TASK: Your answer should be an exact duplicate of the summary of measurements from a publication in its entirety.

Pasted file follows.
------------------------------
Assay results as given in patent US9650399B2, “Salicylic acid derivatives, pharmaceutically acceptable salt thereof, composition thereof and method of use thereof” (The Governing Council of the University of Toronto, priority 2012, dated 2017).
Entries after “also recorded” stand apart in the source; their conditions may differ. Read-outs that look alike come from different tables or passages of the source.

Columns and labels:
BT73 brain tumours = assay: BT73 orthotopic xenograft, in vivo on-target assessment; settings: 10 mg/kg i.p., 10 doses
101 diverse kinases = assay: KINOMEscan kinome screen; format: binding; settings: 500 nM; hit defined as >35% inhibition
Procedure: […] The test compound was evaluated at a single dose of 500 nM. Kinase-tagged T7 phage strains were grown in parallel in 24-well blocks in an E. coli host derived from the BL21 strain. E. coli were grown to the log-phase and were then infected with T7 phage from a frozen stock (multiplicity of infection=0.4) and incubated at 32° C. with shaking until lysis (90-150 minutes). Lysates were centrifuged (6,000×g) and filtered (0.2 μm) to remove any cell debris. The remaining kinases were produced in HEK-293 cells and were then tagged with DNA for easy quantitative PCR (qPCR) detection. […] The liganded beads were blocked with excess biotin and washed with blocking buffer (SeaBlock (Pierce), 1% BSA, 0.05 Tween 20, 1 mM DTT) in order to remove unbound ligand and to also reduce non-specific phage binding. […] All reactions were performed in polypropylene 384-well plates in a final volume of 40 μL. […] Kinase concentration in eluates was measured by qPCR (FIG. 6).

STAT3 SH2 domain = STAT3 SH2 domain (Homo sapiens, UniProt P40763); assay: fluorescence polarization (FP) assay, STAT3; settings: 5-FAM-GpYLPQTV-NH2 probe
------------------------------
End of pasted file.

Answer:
Assay results as given in patent US9650399B2, “Salicylic acid derivatives, pharmaceutically acceptable salt thereof, composition thereof and method of use thereof” (The Governing Council of the University of Toronto, priority 2012, dated 2017).
Entries after “also recorded” stand apart in the source; their conditions may differ. Read-outs that look alike come from different tables or passages of the source.

Columns and labels:
BT73 brain tumours = assay: BT73 orthotopic xenograft, in vivo on-target assessment; settings: 10 mg/kg i.p., 10 doses
101 diverse kinases = assay: KINOMEscan kinome screen; format: binding; settings: 500 nM; hit defined as >35% inhibition
Procedure: […] The test compound was evaluated at a single dose of 500 nM. Kinase-tagged T7 phage strains were grown in parallel in 24-well blocks in an E. coli host derived from the BL21 strain. E. coli were grown to the log-phase and were then infected with T7 phage from a frozen stock (multiplicity of infection=0.4) and incubated at 32° C. with shaking until lysis (90-150 minutes). Lysates were centrifuged (6,000×g) and filtered (0.2 μm) to remove any cell debris. The remaining kinases were produced in HEK-293 cells and were then tagged with DNA for easy quantitative PCR (qPCR) detection. […] The liganded beads were blocked with excess biotin and washed with blocking buffer (SeaBlock (Pierce), 1% BSA, 0.05 Tween 20, 1 mM DTT) in order to remove unbound ligand and to also reduce non-specific phage binding. […] All reactions were performed in polypropylene 384-well plates in a final volume of 40 μL. […] Kinase concentration in eluates was measured by qPCR (FIG. 6).

STAT3 SH2 domain = STAT3 SH2 domain (Homo sapiens, UniProt P40763); assay: fluorescence polarization (FP) assay, STAT3; settings: 5-FAM-GpYLPQTV-NH2 probe